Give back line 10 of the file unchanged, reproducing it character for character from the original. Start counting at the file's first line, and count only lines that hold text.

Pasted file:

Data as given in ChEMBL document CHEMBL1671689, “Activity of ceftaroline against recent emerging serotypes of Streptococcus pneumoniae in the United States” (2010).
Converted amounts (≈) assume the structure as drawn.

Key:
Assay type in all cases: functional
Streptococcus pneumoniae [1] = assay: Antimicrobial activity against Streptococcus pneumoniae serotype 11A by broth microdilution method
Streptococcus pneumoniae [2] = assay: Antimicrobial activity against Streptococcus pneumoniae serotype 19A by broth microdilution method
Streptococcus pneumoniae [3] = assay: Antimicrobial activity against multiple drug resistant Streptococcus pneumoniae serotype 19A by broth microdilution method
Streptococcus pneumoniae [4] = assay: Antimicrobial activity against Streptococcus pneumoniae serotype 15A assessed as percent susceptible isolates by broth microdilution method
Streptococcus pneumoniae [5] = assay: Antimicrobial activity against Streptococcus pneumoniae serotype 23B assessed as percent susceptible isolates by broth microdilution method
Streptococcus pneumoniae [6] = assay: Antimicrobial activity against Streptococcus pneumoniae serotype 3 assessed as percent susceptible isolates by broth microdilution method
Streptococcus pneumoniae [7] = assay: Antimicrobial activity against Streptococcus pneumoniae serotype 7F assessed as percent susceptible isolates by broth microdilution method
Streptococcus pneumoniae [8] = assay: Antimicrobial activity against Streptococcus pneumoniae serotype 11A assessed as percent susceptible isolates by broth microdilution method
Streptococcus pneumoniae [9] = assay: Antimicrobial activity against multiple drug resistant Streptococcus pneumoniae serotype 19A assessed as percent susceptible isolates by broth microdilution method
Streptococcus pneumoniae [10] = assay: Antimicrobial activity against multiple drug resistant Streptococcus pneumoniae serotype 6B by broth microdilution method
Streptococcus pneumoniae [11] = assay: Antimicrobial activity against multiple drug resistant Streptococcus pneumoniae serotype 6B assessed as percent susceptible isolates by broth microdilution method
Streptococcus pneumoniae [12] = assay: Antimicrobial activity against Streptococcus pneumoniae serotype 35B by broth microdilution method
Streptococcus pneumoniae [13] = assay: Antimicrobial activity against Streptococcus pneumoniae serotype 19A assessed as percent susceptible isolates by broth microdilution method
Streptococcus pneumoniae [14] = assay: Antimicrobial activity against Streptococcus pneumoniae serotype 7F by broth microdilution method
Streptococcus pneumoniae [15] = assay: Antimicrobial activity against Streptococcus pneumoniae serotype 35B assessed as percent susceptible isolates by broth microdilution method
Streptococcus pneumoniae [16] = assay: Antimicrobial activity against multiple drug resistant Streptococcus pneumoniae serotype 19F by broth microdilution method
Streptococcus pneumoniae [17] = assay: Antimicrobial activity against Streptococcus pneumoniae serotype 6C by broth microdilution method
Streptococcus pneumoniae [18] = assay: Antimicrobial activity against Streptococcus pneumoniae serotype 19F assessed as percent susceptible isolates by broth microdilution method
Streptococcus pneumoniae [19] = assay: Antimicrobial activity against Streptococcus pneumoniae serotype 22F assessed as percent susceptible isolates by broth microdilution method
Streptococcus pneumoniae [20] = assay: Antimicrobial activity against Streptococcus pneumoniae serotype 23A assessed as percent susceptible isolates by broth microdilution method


Streptococcus pneumoniae [6] = assay: Antimicrobial activity against Streptococcus pneumoniae serotype 3 assessed as percent susceptible isolates by broth microdilution method